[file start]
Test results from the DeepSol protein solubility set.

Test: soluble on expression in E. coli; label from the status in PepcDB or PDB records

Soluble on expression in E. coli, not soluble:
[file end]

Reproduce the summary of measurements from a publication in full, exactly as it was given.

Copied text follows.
Test results from the DeepSol protein solubility set.

Test: soluble on expression in E. coli; label from the status in PepcDB or PDB records

Soluble on expression in E. coli, not soluble: